Specimens and marvels: William Henry Fox Talbot and the invention of photography

Front Cover
Aperture Foundation, 2000 - Photography - 79 pages
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Published to mark the bicentenary of the birth of Britain's celebrated inventor of photography, Specimens and Marvels illuminates the mid-nineteenth-century cultural environment in which Talbot's vision for photography emerged--a vision that would permanently alter how human beings view themselves and the world.

This unprecedented publication focuses on Talbot's ambitions for the mystical blend of science and art he termed "photogenic drawing" (later called "photography"), as outlined in his classic The Pencil of Nature.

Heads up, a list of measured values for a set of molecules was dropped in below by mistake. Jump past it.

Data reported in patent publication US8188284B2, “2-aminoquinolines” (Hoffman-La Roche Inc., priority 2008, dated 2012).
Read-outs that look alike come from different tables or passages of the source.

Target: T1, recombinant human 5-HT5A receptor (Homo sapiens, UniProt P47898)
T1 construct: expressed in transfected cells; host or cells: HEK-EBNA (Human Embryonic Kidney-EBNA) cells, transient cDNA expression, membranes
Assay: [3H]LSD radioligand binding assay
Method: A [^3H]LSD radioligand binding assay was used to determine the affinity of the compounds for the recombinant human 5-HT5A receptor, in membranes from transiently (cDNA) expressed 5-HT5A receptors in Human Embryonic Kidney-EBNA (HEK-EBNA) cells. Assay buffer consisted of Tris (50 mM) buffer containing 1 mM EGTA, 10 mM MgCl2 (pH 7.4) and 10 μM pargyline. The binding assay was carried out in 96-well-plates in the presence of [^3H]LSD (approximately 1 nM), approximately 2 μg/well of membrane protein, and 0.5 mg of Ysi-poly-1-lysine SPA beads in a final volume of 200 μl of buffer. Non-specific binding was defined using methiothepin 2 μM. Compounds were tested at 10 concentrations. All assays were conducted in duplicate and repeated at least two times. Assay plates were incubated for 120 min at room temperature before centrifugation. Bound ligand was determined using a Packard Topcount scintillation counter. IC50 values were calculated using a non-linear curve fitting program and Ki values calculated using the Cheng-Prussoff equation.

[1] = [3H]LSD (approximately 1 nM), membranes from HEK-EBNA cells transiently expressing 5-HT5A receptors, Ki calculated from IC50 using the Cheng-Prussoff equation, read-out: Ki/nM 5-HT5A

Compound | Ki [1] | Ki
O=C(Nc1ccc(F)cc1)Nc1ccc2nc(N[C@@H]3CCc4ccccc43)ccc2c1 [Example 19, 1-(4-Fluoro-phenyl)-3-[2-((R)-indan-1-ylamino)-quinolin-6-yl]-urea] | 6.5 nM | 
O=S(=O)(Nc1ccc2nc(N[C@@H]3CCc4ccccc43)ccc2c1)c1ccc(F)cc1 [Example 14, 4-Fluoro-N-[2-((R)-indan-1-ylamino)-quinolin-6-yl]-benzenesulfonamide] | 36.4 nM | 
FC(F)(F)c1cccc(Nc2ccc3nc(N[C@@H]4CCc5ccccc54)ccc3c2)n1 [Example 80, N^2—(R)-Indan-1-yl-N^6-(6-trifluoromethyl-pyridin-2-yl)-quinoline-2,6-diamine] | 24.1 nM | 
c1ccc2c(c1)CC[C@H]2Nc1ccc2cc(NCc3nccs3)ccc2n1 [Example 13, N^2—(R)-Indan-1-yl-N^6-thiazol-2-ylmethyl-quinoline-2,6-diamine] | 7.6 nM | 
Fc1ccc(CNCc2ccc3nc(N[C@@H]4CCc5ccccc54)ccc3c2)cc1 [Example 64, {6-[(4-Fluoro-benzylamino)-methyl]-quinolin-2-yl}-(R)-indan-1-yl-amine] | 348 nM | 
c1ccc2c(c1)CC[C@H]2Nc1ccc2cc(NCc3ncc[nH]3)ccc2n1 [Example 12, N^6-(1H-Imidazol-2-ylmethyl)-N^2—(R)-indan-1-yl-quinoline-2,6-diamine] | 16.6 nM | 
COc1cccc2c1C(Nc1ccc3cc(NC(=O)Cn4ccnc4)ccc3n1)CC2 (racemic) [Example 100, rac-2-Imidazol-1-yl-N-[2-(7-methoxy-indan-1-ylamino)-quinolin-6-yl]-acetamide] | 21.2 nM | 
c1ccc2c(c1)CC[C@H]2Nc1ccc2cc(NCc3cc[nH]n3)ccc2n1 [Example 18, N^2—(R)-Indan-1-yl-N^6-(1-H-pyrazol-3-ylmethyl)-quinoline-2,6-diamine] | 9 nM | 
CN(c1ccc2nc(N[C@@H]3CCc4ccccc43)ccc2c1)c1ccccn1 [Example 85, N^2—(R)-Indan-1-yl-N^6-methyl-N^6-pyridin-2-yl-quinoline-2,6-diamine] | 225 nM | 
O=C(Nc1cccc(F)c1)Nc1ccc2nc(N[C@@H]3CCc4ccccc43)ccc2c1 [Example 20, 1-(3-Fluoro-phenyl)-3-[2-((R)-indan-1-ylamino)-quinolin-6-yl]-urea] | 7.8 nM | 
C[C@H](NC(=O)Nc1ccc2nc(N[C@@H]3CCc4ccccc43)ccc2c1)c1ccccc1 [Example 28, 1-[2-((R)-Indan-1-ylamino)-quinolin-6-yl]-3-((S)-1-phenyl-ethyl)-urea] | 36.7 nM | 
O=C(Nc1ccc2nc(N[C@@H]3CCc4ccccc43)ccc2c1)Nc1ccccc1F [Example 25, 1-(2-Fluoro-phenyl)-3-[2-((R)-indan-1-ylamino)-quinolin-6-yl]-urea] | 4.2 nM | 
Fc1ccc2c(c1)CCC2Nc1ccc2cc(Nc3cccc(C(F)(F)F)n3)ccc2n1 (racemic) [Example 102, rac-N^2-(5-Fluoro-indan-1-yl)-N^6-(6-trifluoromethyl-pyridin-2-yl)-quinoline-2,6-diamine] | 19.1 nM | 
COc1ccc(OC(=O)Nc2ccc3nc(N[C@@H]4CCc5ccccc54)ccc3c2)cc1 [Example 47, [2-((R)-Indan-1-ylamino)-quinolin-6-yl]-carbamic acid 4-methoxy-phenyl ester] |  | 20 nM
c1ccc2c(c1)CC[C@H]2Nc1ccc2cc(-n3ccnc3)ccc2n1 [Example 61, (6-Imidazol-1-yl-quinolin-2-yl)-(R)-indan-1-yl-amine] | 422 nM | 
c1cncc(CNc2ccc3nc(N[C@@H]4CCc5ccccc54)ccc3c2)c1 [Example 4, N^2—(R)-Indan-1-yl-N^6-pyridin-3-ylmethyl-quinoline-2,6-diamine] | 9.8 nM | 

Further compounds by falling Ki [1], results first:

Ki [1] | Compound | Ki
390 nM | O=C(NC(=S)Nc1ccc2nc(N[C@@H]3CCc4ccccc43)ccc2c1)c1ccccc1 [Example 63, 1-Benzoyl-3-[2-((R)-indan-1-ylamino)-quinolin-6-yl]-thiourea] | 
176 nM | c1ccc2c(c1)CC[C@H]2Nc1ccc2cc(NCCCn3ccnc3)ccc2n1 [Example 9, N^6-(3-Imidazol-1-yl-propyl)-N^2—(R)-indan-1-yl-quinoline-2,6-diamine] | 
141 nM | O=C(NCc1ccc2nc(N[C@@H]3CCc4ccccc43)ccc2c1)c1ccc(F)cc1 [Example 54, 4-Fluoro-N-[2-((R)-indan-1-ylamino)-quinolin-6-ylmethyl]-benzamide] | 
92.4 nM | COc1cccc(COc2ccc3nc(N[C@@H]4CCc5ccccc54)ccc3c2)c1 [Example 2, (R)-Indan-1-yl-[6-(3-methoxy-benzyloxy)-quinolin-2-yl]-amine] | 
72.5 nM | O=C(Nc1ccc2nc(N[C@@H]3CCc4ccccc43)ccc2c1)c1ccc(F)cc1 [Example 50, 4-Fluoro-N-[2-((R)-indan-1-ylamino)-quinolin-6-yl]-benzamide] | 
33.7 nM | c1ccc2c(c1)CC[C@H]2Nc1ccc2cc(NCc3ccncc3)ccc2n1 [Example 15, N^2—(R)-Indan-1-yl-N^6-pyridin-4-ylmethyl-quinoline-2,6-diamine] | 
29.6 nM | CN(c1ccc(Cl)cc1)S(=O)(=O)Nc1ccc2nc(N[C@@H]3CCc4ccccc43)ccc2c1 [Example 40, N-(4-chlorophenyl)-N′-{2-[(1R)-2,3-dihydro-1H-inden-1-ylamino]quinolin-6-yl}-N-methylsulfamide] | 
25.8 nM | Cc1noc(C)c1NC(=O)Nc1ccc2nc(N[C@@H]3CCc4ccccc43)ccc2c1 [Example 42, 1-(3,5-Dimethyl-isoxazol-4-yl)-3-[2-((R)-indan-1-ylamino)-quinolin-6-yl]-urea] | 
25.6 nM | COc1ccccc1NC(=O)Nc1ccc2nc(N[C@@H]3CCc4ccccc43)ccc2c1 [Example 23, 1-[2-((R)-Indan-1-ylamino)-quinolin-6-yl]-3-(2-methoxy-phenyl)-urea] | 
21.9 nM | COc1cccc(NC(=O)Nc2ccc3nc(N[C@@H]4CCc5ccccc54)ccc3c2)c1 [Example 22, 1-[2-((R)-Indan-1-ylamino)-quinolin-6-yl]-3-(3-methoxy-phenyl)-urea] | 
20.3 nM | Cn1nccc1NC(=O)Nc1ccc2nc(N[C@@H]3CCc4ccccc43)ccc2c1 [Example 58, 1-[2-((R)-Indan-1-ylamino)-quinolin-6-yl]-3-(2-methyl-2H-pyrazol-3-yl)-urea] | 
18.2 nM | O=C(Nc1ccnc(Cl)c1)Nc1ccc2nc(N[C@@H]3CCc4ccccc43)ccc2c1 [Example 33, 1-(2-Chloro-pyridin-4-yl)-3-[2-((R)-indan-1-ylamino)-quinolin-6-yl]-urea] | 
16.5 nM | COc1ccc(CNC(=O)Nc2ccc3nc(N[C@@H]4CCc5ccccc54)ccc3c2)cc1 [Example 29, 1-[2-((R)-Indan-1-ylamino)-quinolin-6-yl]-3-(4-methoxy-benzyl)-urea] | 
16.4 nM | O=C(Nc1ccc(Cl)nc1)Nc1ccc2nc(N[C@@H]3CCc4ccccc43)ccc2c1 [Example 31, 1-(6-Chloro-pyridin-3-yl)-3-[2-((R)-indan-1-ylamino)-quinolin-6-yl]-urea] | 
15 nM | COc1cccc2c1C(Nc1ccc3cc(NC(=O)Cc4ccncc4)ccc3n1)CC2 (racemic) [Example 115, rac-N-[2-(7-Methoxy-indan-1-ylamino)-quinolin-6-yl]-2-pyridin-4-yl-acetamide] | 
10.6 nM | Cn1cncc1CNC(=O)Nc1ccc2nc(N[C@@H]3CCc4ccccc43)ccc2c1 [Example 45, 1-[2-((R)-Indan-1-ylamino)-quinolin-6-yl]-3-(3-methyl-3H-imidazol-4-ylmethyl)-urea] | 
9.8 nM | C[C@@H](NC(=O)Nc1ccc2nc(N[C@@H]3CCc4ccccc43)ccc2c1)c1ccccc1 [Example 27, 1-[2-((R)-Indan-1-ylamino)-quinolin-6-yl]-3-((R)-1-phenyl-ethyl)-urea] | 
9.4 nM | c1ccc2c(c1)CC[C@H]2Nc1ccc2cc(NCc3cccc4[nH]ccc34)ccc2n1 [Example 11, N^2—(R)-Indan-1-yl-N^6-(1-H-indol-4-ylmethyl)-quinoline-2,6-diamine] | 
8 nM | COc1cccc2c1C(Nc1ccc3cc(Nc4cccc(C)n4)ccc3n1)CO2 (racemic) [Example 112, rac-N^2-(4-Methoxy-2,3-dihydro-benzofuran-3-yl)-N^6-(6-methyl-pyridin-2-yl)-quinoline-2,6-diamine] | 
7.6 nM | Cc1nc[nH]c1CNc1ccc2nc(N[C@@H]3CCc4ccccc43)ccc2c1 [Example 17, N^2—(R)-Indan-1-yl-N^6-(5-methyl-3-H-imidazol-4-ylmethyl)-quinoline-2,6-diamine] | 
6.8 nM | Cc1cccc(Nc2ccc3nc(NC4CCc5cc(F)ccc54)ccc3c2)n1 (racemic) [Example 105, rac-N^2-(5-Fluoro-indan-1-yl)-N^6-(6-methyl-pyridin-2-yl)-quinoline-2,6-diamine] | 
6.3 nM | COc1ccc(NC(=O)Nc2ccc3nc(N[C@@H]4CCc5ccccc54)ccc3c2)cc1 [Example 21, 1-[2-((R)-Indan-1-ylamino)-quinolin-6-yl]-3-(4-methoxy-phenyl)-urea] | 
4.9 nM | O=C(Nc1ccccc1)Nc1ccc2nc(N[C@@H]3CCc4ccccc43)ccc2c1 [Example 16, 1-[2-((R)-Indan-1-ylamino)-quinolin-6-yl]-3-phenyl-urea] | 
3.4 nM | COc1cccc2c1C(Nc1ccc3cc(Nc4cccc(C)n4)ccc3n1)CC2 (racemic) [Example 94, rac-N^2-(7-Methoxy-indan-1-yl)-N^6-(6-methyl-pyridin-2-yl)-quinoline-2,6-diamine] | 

In addition to some of the familiar icons from photography's beginnings, such as Talbot's cameraless photograms of plant forms and lace, many unseen and little-known experiments with calotypes will be featured in this invaluable new volume on the life and work of William Henry Fox Talbot.

Lively and insightful texts offer new critical perspectives on Talbot's significance in the history of image-making, the illustrated book, and the history of ideas. The book is published in association with the National Museum of Photography, Film, and Television (NMPFT), in Bradford, England, home of the largest collection of Talbot material in the world.

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Contents

Section 1
15
Section 2
26
Section 3
51
Copyright

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